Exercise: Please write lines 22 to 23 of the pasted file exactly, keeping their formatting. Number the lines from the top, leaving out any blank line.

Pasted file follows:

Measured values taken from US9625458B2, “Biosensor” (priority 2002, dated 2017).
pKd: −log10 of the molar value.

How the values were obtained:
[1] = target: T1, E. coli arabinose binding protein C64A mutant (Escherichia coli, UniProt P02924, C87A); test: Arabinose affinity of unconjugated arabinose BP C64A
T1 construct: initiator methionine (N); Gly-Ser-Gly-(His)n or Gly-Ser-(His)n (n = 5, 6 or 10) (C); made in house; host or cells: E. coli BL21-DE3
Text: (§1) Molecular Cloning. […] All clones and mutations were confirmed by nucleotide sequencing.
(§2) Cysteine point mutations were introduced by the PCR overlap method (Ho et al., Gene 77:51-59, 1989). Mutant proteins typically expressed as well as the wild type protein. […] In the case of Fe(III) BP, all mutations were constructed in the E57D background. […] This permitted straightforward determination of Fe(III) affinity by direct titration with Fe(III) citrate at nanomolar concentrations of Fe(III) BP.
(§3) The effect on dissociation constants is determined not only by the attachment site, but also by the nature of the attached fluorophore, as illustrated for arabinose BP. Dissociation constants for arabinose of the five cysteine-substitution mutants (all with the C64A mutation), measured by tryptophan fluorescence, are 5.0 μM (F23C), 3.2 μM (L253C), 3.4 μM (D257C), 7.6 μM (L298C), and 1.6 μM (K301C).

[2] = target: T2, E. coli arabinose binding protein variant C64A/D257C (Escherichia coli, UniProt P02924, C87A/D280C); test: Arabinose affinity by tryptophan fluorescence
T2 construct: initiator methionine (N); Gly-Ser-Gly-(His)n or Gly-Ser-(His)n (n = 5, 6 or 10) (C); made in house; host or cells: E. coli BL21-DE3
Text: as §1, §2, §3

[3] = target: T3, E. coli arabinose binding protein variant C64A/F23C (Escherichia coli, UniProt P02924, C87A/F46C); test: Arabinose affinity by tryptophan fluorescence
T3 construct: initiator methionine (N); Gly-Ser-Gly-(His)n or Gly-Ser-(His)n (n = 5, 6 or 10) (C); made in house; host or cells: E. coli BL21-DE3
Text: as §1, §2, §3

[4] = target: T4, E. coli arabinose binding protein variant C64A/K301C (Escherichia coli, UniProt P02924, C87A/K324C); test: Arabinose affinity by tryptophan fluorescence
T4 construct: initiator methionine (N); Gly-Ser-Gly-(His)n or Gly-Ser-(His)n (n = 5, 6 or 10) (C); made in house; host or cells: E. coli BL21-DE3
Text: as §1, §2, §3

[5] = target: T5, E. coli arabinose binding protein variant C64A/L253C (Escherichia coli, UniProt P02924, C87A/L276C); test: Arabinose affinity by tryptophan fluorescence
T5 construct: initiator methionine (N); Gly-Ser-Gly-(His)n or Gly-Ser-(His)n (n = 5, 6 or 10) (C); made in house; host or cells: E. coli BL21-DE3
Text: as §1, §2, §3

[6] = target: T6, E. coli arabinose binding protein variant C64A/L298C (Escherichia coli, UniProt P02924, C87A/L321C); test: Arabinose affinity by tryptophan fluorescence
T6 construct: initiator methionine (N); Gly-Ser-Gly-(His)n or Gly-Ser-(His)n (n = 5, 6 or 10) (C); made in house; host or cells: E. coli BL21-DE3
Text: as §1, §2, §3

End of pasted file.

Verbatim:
T6 construct: initiator methionine (N); Gly-Ser-Gly-(His)n or Gly-Ser-(His)n (n = 5, 6 or 10) (C); made in house; host or cells: E. coli BL21-DE3
Text: as §1, §2, §3